But even if you’re studying Russian or Thai, the sections on grammar, idiom, register, and language families in general will all offer helpful insights. Anglophones, in particular, will benefit from the chapter on grammar which points out many of the patterns in English that tend to break down in other languages.
If you like learning a little bit of lots of languages, this book is for you
I see a lot of people interested in many, many languages in the language learning corners of the internet. Look at people’s Twitter bios and you’ll see 13 different flags indicating their target languages.
If that sounds like you, The Language Secret can probably help you gain a rough understanding of many languages that you’re aiming for. The chapters on language families are intended to show how you can acquire basic vocabulary and grammar in many sister languages at once.
Not the best book for first-time learners
While I think experienced (and perhaps very motivated) learners can get a lot out of The Language Secret, I would not recommend this book to beginners.
The alternate title of the book is “How to speak 10 languages badly.” If that’s what you want, read the book. If you’re a monoglot just trying to learn Spanish, I suspect that you might leave Stedman’s tome a bit more confused than you came into it.
The important points get buried under excessive quips and references
Unfortunately, The Language Secret buries most of its helpful points under a heap of unnecessary verbiage and indulgent references to pop-culture and history. And instead of providing clear instructions or highlighting the main points succinctly, it waxes sarcastic to indulge in line upon line of what I can only describe as very British humor. To get a sense of what I’m talking about, look at the chapter titles in the next section.
This, in my view, makes the book almost unusable for beginners.
If you already have an idea of how to learn a language, the quips and random references could be fun icing on information you can take and incorporate into your existing learning practices. But for total newbies, the book does not offer clear enough directions. Loads of information is provided, but the “so what” is often missing.
Each chapter begins with a few (ebook) pages devoted to a story that is in most cases only tangentially related to the topics at hand. References to that story will then show up over, and over, and over again throughout the chapter — alongside new references to other things that you may or may not have ever heard of before or care about.
Perhaps it’s my journalism experience (“Don’t bury the lede!"), but I found the references and extremely quippy tone excessive. And irritating. It especially bothered me that reference-laden quips took the place of bullet-points with the main takeaways at the end of each chapter.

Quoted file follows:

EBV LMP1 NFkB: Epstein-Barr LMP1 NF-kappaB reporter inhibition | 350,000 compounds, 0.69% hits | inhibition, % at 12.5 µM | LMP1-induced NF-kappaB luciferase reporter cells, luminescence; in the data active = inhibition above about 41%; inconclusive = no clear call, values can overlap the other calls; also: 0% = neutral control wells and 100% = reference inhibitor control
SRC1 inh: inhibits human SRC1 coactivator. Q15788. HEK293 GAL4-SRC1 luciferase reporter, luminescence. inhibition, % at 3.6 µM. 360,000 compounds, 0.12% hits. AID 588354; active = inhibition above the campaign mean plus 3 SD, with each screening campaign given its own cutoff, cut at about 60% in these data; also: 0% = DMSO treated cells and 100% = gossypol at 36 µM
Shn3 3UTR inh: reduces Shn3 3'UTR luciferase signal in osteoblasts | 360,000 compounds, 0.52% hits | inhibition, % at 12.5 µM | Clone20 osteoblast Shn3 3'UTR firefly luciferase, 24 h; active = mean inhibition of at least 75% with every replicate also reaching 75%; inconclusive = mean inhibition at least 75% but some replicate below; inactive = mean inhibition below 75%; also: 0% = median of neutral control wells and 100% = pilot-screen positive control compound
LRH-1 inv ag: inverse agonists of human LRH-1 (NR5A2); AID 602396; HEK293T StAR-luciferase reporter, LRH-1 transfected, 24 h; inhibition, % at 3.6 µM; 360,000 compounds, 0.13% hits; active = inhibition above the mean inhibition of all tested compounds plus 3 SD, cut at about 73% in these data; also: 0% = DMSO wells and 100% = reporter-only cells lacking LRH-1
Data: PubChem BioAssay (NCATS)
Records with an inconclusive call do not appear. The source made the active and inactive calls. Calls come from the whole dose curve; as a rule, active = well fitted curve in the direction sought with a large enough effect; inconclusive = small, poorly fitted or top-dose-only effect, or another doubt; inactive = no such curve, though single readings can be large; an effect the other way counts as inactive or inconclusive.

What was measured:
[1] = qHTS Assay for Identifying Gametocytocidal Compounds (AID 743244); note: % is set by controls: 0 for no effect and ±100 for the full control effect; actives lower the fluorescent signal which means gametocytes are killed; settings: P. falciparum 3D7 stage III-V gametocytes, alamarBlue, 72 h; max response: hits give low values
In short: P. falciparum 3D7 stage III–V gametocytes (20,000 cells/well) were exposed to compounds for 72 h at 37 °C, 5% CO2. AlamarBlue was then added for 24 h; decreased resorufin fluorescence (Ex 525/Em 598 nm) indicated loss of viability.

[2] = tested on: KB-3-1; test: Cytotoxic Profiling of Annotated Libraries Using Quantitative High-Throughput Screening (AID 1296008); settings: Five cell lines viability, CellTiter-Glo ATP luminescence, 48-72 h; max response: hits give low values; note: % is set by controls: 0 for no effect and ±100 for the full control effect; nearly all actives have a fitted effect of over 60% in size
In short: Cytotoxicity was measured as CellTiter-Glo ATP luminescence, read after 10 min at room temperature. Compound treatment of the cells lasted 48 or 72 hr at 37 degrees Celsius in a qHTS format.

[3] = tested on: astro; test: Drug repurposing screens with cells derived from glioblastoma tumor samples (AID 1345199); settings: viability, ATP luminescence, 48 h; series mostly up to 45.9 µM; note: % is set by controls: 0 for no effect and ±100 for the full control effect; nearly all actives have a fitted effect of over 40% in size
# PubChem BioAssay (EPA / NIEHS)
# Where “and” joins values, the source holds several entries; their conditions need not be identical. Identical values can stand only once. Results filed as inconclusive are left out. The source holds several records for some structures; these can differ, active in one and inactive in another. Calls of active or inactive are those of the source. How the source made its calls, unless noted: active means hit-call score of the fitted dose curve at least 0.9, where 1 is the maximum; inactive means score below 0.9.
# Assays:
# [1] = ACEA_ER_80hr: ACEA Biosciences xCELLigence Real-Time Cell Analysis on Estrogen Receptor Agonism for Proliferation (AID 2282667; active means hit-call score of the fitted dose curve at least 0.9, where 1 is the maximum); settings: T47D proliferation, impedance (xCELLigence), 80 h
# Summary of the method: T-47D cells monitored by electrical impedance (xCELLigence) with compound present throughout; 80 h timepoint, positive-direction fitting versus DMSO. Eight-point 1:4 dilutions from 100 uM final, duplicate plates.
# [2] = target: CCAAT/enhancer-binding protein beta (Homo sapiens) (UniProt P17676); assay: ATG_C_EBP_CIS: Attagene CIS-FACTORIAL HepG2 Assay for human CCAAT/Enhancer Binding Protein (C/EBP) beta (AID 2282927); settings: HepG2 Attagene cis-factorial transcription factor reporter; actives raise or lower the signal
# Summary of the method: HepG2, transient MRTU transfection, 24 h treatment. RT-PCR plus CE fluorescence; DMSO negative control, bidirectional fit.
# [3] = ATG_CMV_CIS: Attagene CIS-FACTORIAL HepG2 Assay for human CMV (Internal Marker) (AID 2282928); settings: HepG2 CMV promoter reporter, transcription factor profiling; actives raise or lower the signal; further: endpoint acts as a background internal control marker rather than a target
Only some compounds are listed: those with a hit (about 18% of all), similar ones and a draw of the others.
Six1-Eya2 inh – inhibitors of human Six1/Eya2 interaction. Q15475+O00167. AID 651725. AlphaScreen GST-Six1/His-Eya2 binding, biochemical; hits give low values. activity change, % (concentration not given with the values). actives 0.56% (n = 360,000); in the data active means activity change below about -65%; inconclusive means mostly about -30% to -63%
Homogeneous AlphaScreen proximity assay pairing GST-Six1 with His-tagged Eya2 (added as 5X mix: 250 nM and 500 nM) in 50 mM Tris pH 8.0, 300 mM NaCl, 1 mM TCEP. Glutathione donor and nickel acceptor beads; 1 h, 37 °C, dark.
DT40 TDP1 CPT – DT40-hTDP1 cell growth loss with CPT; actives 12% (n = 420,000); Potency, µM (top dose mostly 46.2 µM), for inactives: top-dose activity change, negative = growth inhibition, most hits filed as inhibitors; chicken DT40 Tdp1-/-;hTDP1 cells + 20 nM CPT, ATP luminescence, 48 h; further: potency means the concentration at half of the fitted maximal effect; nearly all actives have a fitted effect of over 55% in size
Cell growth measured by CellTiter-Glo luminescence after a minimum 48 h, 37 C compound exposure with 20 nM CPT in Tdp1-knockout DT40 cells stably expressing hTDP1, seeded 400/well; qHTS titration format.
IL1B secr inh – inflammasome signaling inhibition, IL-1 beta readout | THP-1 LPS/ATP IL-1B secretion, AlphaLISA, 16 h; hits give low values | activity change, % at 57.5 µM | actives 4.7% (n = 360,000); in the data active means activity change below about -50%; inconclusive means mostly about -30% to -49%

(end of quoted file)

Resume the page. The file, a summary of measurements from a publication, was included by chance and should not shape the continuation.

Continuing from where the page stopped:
Suggested learning methods can be a tad out of touch
My final bone to pick with The Language Secret is that the few specific methods it does suggest are often a bit out of touch.
The book doesn’t seem to recognize that digital tools other than Google Translate and Duolingo exist. The section on spaced repetition doesn’t mention Anki, Memrise, or any of the other popular spaced repetition programs used widely in the language community.
Instead of introducing Anki, The Language Secret suggests that you make paper flashcards and have a friend (in practice, I assume, romantic partner) drill you on them daily. The method outlined wouldn’t be possible to do using the cards on your own.
For pronunciation, the book doesn’t suggest shadowing or comprehensible input or even much listening — it suggests using the IPA. That’s fine, but I can’t remember the book specifying how exactly one should use the IPA to learn pronunciation.
The Language Secret is divided into an introduction, conclusion, and 10 chapters. Below are quick breakdowns of each of the 10 chapters. As you can see, the book covers a lot of ground!
A quick note: I’ve introduced each chapter under my own “translated” titles. The real titles (provided below each “translation”) each consist of title, a subtitle, and a sub-subtitle and were a bit too long to look nice on the blog, so I summarized.
Chapter 1: The 4 Core Language Skills — Speaking, Listening, Reading, and Writing
Original Title: “The Birmingham Screwdriver: In Which We Find Out How to Get Started and Use the Right Tools for the Job: What is Involved in Learning a Language and How Long It Takes”
- The 4 core language skills: speaking, listening, reading, and writing
- Each skill needs to be learned using a different method (contrast with the Input Hypothesis, which holds that all skills are learned by receiving comprehensible input alone)
- The “language secret” — don’t be a perfectionist!